The report, which appears in the November issue of the journal Seismological Research Letters, identified nearly 400 tremors on a previously unmapped fault in Harrison County between Oct. 1 and Dec. 13, 2013.
That included 10 quakes of magnitudes of 1.7 to 2.2. That’s intense enough to have temporarily halted activity under Ohio’s new drilling permit rules had they been in place at the time, but is still considered minor.
The quakes fell along a fault lying directly under three hydraulic fracturing operations and tended to coincide with nearby activity, researchers found. About 190 quakes were detected in a single three-day period last October, beginning within hours of the start of fracking. None of the quakes was reported felt by people.These quakes are in addition to five tremors in March, 2014 near Youngstown that state geologists concluded were caused by fracking activity near a previously unknown fault. That incident spawned new state regulations aimed at limiting the possibility of seismic events related to unconventional oil and gas development.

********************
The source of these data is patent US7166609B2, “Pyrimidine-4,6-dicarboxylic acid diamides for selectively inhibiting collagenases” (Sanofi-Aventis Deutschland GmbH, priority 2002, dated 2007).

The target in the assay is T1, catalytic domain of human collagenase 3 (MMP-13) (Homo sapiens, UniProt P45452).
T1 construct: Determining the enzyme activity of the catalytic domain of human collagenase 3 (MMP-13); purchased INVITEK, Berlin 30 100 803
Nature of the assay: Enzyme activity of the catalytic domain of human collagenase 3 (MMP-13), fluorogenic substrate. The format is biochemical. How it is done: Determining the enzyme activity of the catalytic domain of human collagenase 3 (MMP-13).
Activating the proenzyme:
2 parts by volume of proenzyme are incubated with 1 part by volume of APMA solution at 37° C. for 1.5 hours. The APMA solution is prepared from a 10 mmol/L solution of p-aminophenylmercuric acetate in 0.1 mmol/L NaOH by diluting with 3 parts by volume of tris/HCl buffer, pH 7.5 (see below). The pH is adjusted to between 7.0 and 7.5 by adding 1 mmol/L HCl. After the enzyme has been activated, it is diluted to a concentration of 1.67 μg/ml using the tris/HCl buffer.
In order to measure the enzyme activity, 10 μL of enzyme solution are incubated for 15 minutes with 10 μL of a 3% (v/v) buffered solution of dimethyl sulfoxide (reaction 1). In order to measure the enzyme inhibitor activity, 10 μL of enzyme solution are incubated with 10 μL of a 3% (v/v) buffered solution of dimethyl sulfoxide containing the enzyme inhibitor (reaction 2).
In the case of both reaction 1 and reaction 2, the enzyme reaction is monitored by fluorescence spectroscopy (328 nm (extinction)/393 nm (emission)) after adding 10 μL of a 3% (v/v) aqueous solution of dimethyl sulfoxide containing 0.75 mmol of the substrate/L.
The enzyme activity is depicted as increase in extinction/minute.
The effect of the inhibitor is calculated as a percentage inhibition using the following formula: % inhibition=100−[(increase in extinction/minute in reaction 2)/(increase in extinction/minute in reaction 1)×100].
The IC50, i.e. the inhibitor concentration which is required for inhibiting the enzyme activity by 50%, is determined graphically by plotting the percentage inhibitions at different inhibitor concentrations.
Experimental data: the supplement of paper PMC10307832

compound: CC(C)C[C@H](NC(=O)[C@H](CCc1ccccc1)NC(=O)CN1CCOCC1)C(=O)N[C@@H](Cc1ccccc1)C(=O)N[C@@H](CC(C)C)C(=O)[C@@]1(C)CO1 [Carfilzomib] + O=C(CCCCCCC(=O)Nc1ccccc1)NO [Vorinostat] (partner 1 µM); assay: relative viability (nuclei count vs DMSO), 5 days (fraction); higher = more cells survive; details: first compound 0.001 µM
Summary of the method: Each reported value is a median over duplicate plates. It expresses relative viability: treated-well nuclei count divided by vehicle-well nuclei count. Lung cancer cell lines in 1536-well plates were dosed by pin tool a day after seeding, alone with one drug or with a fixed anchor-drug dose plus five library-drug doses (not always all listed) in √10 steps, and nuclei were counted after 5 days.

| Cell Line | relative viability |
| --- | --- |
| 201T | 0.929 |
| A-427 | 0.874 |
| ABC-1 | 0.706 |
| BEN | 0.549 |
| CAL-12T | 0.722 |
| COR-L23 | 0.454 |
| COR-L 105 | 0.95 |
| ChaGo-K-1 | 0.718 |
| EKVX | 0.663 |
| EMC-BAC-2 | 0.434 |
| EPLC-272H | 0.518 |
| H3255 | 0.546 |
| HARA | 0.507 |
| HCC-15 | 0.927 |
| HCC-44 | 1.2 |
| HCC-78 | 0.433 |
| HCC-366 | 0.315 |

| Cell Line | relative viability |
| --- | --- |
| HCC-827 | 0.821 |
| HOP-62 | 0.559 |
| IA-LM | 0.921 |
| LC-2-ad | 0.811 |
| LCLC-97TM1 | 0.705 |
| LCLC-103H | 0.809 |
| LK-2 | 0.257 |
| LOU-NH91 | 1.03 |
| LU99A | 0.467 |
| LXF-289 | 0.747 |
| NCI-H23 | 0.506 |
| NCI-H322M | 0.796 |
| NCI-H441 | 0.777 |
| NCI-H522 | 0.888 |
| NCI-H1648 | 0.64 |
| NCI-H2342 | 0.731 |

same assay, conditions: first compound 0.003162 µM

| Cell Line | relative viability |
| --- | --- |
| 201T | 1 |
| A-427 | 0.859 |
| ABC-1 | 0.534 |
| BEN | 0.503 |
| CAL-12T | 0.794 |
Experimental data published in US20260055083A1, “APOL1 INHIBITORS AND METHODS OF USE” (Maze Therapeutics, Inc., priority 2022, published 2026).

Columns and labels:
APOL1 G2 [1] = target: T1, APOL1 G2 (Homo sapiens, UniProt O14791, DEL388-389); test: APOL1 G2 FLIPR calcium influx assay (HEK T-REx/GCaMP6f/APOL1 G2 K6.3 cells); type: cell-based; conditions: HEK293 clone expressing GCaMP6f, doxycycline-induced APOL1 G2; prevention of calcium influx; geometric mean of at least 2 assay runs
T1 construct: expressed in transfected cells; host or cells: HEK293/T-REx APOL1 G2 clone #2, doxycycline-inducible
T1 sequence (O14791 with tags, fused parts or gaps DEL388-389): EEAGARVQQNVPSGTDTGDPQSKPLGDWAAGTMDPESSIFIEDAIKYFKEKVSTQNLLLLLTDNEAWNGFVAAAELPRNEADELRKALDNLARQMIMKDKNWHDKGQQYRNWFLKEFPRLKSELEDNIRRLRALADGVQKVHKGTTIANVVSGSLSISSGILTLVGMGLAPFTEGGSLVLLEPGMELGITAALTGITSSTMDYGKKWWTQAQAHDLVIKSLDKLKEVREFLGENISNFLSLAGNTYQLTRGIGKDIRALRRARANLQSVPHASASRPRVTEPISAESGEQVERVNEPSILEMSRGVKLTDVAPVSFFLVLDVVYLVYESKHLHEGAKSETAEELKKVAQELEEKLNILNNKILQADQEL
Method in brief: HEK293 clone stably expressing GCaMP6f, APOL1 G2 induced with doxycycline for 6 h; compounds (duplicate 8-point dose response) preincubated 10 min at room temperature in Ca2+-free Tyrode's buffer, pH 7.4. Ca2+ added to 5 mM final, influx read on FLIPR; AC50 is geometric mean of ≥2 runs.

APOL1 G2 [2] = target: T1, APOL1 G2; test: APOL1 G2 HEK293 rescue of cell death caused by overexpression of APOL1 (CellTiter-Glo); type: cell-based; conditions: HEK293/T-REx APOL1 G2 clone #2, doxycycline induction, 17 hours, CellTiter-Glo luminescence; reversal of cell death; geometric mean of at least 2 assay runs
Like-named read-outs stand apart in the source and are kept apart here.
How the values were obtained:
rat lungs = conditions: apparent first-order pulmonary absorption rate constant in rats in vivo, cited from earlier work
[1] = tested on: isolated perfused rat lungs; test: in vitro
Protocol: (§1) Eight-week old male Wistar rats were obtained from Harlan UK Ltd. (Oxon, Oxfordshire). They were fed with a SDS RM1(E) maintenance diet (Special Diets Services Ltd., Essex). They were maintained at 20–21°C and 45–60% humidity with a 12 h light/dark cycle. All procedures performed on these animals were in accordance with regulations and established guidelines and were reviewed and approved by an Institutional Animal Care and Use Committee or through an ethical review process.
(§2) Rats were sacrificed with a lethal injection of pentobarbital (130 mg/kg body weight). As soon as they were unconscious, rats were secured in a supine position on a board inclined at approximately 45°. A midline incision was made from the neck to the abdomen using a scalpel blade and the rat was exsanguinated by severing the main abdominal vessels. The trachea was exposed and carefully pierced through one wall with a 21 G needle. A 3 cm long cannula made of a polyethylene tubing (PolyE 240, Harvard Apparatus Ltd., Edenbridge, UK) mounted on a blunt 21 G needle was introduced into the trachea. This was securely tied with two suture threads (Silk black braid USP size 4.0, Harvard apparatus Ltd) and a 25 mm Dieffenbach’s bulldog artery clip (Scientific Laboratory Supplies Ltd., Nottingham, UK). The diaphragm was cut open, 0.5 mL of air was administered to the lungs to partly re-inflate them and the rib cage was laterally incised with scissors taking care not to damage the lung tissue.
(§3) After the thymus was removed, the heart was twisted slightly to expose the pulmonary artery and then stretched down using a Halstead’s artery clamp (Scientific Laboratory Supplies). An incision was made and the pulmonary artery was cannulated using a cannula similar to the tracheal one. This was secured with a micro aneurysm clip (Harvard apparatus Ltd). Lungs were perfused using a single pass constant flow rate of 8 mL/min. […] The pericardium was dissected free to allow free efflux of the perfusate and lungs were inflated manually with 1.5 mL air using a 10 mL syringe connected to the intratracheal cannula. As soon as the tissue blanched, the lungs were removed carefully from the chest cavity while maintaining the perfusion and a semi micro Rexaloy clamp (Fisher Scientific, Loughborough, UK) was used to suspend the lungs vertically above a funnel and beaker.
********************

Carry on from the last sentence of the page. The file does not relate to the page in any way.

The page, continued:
The newest study supports the wisdom of Ohio's adoption of those regs - and the need for similar measures in other states.